Page images

Let an irregular sheet of zinc be thus balanced on the point of a pencil or the head of a pin. Let a small hole be punched through the zinc at the point of balance, and let a needle be thrust through this hole. When the needle is held horizontally, the zinc will be found to remain at rest, no matter in what position it is turned.

To illustrate another method of finding the center of gravity of the zinc, let it be supported from a pin stuck through a hole near its edge, that is, b (Fig. 70). Let a plumb line be hung from the pin, and let a line bn be drawn through bon the surface of the zinc parallel to and directly behind the plumb line. Let the zinc be hung from another point a, and let another line am be drawn in a similar way.

FIG. 70. Locating center of gravity


[ocr errors]






Since the attraction of the earth for a body may be considered as a single force applied at the center of gravity, a suspended body (for example, the sheet of zinc) can remain at rest only when the center of gravity is directly beneath the point of support (see § 85). It must therefore lie somewhere on the line am. For the same reason it must lie on the line bn. But the only point which lies on both of these









lines is their point of intersection G. The point of interFIG. 71. Illustration of varying degrees of stability section, then, of any two vertical lines dropped through two different points of suspension locates the center of gravity of a body.

87. Stable equilibrium. A body is said to be in stable equilibrium if it tends to return to its original position when very slightly tipped, or rotated, out of that position. A pendulum,


a chair, a cube resting on its side, a cone resting on its base, a boat floating quietly in still water, are all illustrations.

In general, a body is in stable equilibrium whenever tipping it slightly tends to raise its center of gravity. Thus, in Fig. 71 all of the bodies A, B, C, D, are in stable equilibrium, for in order to overturn any one of them its center of gravity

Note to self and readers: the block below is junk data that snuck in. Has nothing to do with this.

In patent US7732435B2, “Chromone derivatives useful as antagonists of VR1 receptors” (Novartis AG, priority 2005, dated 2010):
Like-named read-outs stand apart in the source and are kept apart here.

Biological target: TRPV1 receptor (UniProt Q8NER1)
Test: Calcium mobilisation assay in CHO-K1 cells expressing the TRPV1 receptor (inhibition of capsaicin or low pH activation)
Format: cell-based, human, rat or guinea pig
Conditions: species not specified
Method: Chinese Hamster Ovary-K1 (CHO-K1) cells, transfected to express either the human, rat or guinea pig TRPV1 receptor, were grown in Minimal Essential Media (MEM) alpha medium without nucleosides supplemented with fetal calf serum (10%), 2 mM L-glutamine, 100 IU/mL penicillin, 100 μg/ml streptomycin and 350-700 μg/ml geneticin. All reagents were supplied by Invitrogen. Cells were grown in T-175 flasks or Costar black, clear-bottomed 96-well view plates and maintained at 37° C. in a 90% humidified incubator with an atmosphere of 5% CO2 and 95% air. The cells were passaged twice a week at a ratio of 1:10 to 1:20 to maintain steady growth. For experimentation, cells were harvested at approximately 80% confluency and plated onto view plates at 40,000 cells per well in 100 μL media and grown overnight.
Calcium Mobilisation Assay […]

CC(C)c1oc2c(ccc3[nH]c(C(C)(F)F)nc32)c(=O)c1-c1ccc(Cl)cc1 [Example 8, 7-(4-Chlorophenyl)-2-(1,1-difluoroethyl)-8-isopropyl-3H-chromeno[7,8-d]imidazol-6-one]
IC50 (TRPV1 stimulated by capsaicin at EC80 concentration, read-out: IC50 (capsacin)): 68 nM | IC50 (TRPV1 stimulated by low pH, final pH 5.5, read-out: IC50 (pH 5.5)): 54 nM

FIG. 72. Quebec bridge

G must be raised through the height ai. If the weights are all alike, that one will be most stable for which ai is greatest.

In building cantilever bridges such as the large one over the St. Lawrence River at Quebec (Fig. 72) the engineers build out the cantilever arms equally in opposite directions, so as to keep their centers of gravity constantly over the piers until the parts either meet at the center or are close enough to receive the central span, which is hoisted to place.

The condition of stable equilibrium for bodies which rest upon a horizontal plane is that a vertical line through the center of gravity shall fall within the base, the base being defined as the polygon formed by connecting the points at which the body touches the plane, as ABC (Fig. 73); for it is clear that in such a case a slight displacement must raise the center of gravity along the arc of which OG is the radius. If the vertical line drawn through the center of gravity fall outside the base, as in Fig. 74, the body must always fall.



FIG. 73. Body in stable equilibrium

The condition of stable equilibrium for bodies supported from a single point, as in the case of a pendulum, is that the point of support be above the center of gravity. For example, the beam of a balance cannot be in stable equilibrium, so that it will return to the horizontal position when slightly displaced, unless its center of gravity g (Fig. 3, p. 7) is below the knife-edge C. (The pans are not to be considered, since they are not rigidly connected to the beam.)